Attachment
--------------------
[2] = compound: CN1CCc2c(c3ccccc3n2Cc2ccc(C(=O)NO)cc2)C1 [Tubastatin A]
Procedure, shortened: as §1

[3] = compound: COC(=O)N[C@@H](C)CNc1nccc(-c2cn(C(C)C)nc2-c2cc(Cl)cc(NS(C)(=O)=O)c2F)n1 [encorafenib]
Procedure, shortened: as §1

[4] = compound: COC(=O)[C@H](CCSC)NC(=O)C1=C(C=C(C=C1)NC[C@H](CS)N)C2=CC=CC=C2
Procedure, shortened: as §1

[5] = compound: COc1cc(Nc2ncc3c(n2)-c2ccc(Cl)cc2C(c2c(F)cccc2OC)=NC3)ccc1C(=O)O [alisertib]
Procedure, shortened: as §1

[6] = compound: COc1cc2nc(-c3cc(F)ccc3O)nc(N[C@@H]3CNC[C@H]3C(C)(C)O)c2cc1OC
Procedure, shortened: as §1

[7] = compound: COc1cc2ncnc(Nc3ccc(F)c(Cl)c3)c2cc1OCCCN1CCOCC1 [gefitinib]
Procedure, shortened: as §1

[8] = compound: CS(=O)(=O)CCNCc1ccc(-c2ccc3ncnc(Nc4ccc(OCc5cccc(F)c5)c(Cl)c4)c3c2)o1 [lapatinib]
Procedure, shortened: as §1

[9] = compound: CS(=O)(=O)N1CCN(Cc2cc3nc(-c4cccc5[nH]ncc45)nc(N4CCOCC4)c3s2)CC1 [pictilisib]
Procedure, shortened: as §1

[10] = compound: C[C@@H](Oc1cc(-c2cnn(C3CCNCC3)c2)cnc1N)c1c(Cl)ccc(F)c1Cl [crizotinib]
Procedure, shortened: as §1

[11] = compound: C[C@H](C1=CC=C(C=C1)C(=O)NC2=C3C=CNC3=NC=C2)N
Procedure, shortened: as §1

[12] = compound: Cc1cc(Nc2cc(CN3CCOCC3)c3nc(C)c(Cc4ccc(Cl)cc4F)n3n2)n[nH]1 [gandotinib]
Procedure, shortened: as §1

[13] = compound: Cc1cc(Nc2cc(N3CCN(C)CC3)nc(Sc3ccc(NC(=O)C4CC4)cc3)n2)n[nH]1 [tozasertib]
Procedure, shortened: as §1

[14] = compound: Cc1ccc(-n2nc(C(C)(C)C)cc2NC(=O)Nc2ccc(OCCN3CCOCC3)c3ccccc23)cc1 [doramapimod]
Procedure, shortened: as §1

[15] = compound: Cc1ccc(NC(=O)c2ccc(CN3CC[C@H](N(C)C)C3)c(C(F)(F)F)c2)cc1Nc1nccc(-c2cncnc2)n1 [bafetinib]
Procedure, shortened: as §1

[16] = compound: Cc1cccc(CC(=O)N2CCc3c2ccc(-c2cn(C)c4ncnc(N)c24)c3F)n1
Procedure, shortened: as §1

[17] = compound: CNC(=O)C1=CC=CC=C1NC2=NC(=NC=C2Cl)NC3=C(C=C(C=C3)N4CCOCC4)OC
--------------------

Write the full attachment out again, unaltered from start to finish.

[2] = compound: CN1CCc2c(c3ccccc3n2Cc2ccc(C(=O)NO)cc2)C1 [Tubastatin A]
Procedure, shortened: as §1

[3] = compound: COC(=O)N[C@@H](C)CNc1nccc(-c2cn(C(C)C)nc2-c2cc(Cl)cc(NS(C)(=O)=O)c2F)n1 [encorafenib]
Procedure, shortened: as §1

[4] = compound: COC(=O)[C@H](CCSC)NC(=O)C1=C(C=C(C=C1)NC[C@H](CS)N)C2=CC=CC=C2
Procedure, shortened: as §1

[5] = compound: COc1cc(Nc2ncc3c(n2)-c2ccc(Cl)cc2C(c2c(F)cccc2OC)=NC3)ccc1C(=O)O [alisertib]
Procedure, shortened: as §1

[6] = compound: COc1cc2nc(-c3cc(F)ccc3O)nc(N[C@@H]3CNC[C@H]3C(C)(C)O)c2cc1OC
Procedure, shortened: as §1

[7] = compound: COc1cc2ncnc(Nc3ccc(F)c(Cl)c3)c2cc1OCCCN1CCOCC1 [gefitinib]
Procedure, shortened: as §1

[8] = compound: CS(=O)(=O)CCNCc1ccc(-c2ccc3ncnc(Nc4ccc(OCc5cccc(F)c5)c(Cl)c4)c3c2)o1 [lapatinib]
Procedure, shortened: as §1

[9] = compound: CS(=O)(=O)N1CCN(Cc2cc3nc(-c4cccc5[nH]ncc45)nc(N4CCOCC4)c3s2)CC1 [pictilisib]
Procedure, shortened: as §1

[10] = compound: C[C@@H](Oc1cc(-c2cnn(C3CCNCC3)c2)cnc1N)c1c(Cl)ccc(F)c1Cl [crizotinib]
Procedure, shortened: as §1

[11] = compound: C[C@H](C1=CC=C(C=C1)C(=O)NC2=C3C=CNC3=NC=C2)N
Procedure, shortened: as §1

[12] = compound: Cc1cc(Nc2cc(CN3CCOCC3)c3nc(C)c(Cc4ccc(Cl)cc4F)n3n2)n[nH]1 [gandotinib]
Procedure, shortened: as §1

[13] = compound: Cc1cc(Nc2cc(N3CCN(C)CC3)nc(Sc3ccc(NC(=O)C4CC4)cc3)n2)n[nH]1 [tozasertib]
Procedure, shortened: as §1

[14] = compound: Cc1ccc(-n2nc(C(C)(C)C)cc2NC(=O)Nc2ccc(OCCN3CCOCC3)c3ccccc23)cc1 [doramapimod]
Procedure, shortened: as §1

[15] = compound: Cc1ccc(NC(=O)c2ccc(CN3CC[C@H](N(C)C)C3)c(C(F)(F)F)c2)cc1Nc1nccc(-c2cncnc2)n1 [bafetinib]
Procedure, shortened: as §1

[16] = compound: Cc1cccc(CC(=O)N2CCc3c2ccc(-c2cn(C)c4ncnc(N)c24)c3F)n1
Procedure, shortened: as §1

[17] = compound: CNC(=O)C1=CC=CC=C1NC2=NC(=NC=C2Cl)NC3=C(C=C(C=C3)N4CCOCC4)OC